But if I only looked at their tests and homework, and never spent time discussing it with them, I'd assume that all they were learning was how to memorize facts--which seems pretty dry. Not only that, it seems fairly useless. In the days of the Smartphone and Google Search, why would my children need to memorize any date in history? Of course, knowing an approximate timeline or order of events is important--woe to the child who has no clue that Rome fell long before the advent of the computer. But is it necessary to spend brain power memorizing the exact date that the Vandals first sacked Rome?

Some may say yes, but I'd disagree. We don't have to wait for a future singularity event to realize that the days of knowing the "answer" are over. Tablets, Smartphones and the system of information that links them together, are changing the way we live in our world. In our house, if someone disagrees with another about a historical date, we let Google solve it. If my son wants to learn how to set up a "Let's Play" YouTube channel, he can Google it and find all sorts of people and information to aid him in his quest.

The fact is, knowing the "answer" isn't enough anymore. The intelligence we now need to cultivate is to know what questions need to be asked. And to develop the courage to ask them.

What is the question needed in any given situation? How do I ask the question in order to get the most accurate answer? How do I begin to understand the world as information all around me that is seeking to be known? How do I parse through the propaganda, to find the truth? For nothing is truly known on the Internet until the question is asked. Information is simply data stored on the Cloud, which has no meaning unless someone wants to use it. Asking the question puts the information in play.

How can we educate our children to ask questions? In reality, the educational system of the United States for the past fifty years has encouraged the exact opposite--Don't ask questions. Instead, listen to the teacher lecture, take notes, and memorize them. Questions slow things down. Questions get in the way. The authority already knows everything, you just need to receive the information. And then you'll be tested to make sure you got it all.

In today's age, to be spoon fed information isn't going to get our children very far. They need to be encouraged to ask for what they want to know. They must have a desire to understand and learn about the world around them. They need a fire lit inside of them, a passion, for asking questions. It's a vulnerable place to be, for to ask a question might make you seem ignorant. But the truth is, this is the direction our learning systems are going. As the Internet grows to mimic our own learning patterns, so will we begin to change in order to navigate this informational landscape.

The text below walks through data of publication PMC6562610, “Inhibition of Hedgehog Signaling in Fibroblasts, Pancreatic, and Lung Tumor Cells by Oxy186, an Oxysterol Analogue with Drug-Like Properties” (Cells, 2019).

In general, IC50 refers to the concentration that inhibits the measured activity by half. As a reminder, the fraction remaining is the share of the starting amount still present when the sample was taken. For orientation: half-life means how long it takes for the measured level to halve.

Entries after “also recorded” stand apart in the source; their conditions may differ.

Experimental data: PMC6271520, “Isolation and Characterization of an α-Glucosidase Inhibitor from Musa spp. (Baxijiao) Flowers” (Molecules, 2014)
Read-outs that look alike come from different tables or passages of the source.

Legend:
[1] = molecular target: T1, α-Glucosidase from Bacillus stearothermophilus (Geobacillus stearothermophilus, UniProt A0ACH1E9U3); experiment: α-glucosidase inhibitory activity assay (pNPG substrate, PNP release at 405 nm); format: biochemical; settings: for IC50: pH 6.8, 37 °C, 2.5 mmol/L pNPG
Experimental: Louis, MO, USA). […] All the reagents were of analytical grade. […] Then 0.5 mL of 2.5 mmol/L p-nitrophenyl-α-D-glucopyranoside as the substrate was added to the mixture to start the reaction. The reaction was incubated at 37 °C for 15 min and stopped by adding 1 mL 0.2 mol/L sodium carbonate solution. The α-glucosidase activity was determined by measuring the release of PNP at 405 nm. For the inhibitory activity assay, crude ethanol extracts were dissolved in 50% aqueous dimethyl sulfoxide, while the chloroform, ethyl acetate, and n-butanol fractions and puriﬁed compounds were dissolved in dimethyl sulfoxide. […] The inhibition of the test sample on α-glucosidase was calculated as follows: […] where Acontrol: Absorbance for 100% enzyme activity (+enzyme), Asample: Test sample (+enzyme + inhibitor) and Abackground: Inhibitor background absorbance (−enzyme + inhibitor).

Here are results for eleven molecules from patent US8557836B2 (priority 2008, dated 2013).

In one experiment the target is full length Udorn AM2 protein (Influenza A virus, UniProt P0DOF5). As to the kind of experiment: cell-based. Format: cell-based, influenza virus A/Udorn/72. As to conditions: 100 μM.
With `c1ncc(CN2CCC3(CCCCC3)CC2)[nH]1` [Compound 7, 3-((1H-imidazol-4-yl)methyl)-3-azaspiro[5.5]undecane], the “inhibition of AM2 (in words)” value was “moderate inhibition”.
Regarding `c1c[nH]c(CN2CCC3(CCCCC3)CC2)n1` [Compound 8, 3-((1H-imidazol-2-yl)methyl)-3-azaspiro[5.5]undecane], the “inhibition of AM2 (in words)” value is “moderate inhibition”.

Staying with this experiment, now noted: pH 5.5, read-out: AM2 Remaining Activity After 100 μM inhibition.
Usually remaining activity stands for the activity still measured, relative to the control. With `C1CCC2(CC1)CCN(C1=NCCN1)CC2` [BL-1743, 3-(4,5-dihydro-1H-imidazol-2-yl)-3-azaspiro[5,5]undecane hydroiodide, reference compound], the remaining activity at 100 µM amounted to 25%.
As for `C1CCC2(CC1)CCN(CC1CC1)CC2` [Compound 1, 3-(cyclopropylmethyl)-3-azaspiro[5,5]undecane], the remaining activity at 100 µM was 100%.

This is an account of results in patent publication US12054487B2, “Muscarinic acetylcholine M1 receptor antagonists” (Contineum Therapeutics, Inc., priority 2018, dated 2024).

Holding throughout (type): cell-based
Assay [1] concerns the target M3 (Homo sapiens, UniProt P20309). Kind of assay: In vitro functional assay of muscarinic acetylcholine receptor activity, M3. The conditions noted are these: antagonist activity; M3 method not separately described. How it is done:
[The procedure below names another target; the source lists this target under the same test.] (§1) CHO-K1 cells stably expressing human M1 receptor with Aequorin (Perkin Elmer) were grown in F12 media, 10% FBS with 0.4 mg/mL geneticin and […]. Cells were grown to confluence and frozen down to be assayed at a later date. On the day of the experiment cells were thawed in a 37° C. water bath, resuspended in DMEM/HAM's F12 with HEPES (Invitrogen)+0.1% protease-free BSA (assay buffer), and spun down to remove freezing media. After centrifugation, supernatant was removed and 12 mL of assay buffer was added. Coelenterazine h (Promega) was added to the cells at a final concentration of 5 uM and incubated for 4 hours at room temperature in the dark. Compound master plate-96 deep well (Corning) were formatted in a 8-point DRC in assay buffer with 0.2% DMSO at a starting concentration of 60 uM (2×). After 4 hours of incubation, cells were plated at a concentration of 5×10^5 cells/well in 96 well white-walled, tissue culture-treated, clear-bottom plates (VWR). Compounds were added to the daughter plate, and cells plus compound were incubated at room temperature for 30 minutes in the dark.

Someday learning just may be a simple download. Like Trinity from the Matrix, we'll learn to fly a helicopter in moments. And yet, even in that extreme case, such learning cannot happen--unless we're confident enough ask the right question.

Which Side Are You On?

It’s a common thing to have to choose “sides.” In a world dead set on being binary, either/or, and exclusive, we all have to make decisions. Are you for the NSA spying on our personal internet experiences, or are you against? Is Edward Snowden a hero, or a monster traitor turned against his government? Do you think technology is good for us, or will it ruin our society, leaving nothing left in its trace?

Binary may be the language of the computer world, but human life isn’t binary. This is what differs our intelligence from artificial intelligence--we do not think or act in either/or. We romanticize that we are like machines, choosing logically in all conditions, but life isn’t black and white. We have colors such as gray, yellow, green, and brown, to name just a few. There are some behaviors that we can agree are entirely wrong, but most interactions in human life are complicated.

The internet may be a world of 1’s and 0’s, but human decision making is more quantum--one never knows where we’ll go or what we’ll do, given the circumstances at hand.

This week we learned from Snowden once more that the NSA is spying on us--this time within our gaming communities. World of Warcraft and Second Life have been infiltrated by the government. Phone records, banking statements and emails are personal, but what we reveal about ourselves when we play in these virtual realities is even more intimate. We form relationships online in these games. I once drove a thirteen year old boy home to his house who needed to arrive “on time” so he could gather with his friends from all over the world and fight a battle from the comfort of his bedroom. This is real to him, a place where he can be himself with others. Spying on gamers is a breech that borders breaking and entering.